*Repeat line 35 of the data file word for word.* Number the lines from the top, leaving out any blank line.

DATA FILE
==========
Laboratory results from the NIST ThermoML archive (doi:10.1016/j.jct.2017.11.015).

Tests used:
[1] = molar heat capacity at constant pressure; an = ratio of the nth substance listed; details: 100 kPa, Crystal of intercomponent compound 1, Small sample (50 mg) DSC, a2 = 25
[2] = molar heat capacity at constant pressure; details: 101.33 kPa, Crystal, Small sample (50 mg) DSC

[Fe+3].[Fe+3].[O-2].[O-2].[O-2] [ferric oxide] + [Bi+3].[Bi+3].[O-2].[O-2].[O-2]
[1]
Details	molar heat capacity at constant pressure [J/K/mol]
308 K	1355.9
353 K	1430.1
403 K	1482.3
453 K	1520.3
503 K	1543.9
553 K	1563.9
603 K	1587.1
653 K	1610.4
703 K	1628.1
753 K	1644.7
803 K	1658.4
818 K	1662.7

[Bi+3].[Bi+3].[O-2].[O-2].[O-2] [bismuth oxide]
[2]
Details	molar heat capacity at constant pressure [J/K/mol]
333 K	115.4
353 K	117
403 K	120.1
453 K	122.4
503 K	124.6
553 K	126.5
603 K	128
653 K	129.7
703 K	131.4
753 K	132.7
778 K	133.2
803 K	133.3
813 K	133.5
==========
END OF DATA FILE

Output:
813 K	133.5